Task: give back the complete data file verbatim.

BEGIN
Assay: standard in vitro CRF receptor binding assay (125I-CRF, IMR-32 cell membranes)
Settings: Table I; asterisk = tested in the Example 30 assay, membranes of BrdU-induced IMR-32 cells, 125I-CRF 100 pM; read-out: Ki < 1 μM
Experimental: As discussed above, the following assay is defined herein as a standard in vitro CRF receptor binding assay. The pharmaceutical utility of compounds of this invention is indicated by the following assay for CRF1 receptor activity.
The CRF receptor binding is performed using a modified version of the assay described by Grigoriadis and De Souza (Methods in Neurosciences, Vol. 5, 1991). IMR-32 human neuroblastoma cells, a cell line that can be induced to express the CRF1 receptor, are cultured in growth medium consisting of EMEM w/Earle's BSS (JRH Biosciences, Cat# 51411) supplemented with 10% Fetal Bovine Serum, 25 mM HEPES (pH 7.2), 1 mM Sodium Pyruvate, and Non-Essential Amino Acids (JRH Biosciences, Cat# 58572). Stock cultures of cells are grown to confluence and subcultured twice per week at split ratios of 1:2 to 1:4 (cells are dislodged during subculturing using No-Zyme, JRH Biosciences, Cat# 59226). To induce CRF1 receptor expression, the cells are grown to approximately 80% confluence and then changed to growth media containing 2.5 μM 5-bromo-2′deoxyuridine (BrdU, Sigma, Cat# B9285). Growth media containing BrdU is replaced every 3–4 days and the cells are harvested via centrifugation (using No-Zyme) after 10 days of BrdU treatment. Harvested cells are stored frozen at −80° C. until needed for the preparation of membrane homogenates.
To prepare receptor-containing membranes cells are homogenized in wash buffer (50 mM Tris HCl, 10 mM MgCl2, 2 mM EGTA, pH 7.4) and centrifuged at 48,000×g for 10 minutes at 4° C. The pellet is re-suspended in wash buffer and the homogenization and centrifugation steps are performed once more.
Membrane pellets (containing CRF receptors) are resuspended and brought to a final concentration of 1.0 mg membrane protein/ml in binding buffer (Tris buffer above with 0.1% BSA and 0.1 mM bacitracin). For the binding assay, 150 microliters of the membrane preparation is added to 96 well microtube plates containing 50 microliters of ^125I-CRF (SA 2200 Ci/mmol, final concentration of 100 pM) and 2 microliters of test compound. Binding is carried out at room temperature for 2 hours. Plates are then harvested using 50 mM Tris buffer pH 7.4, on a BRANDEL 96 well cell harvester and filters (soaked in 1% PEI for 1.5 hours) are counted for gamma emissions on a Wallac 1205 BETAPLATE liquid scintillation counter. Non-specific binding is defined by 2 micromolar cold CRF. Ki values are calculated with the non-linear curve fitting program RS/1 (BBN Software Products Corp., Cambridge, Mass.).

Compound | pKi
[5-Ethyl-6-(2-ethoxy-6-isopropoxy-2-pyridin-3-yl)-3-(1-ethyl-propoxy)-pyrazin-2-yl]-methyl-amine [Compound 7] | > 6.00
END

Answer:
Assay: standard in vitro CRF receptor binding assay (125I-CRF, IMR-32 cell membranes)
Settings: Table I; asterisk = tested in the Example 30 assay, membranes of BrdU-induced IMR-32 cells, 125I-CRF 100 pM; read-out: Ki < 1 μM
Experimental: As discussed above, the following assay is defined herein as a standard in vitro CRF receptor binding assay. The pharmaceutical utility of compounds of this invention is indicated by the following assay for CRF1 receptor activity.
The CRF receptor binding is performed using a modified version of the assay described by Grigoriadis and De Souza (Methods in Neurosciences, Vol. 5, 1991). IMR-32 human neuroblastoma cells, a cell line that can be induced to express the CRF1 receptor, are cultured in growth medium consisting of EMEM w/Earle's BSS (JRH Biosciences, Cat# 51411) supplemented with 10% Fetal Bovine Serum, 25 mM HEPES (pH 7.2), 1 mM Sodium Pyruvate, and Non-Essential Amino Acids (JRH Biosciences, Cat# 58572). Stock cultures of cells are grown to confluence and subcultured twice per week at split ratios of 1:2 to 1:4 (cells are dislodged during subculturing using No-Zyme, JRH Biosciences, Cat# 59226). To induce CRF1 receptor expression, the cells are grown to approximately 80% confluence and then changed to growth media containing 2.5 μM 5-bromo-2′deoxyuridine (BrdU, Sigma, Cat# B9285). Growth media containing BrdU is replaced every 3–4 days and the cells are harvested via centrifugation (using No-Zyme) after 10 days of BrdU treatment. Harvested cells are stored frozen at −80° C. until needed for the preparation of membrane homogenates.
To prepare receptor-containing membranes cells are homogenized in wash buffer (50 mM Tris HCl, 10 mM MgCl2, 2 mM EGTA, pH 7.4) and centrifuged at 48,000×g for 10 minutes at 4° C. The pellet is re-suspended in wash buffer and the homogenization and centrifugation steps are performed once more.
Membrane pellets (containing CRF receptors) are resuspended and brought to a final concentration of 1.0 mg membrane protein/ml in binding buffer (Tris buffer above with 0.1% BSA and 0.1 mM bacitracin). For the binding assay, 150 microliters of the membrane preparation is added to 96 well microtube plates containing 50 microliters of ^125I-CRF (SA 2200 Ci/mmol, final concentration of 100 pM) and 2 microliters of test compound. Binding is carried out at room temperature for 2 hours. Plates are then harvested using 50 mM Tris buffer pH 7.4, on a BRANDEL 96 well cell harvester and filters (soaked in 1% PEI for 1.5 hours) are counted for gamma emissions on a Wallac 1205 BETAPLATE liquid scintillation counter. Non-specific binding is defined by 2 micromolar cold CRF. Ki values are calculated with the non-linear curve fitting program RS/1 (BBN Software Products Corp., Cambridge, Mass.).

Compound | pKi
[5-Ethyl-6-(2-ethoxy-6-isopropoxy-2-pyridin-3-yl)-3-(1-ethyl-propoxy)-pyrazin-2-yl]-methyl-amine [Compound 7] | > 6.00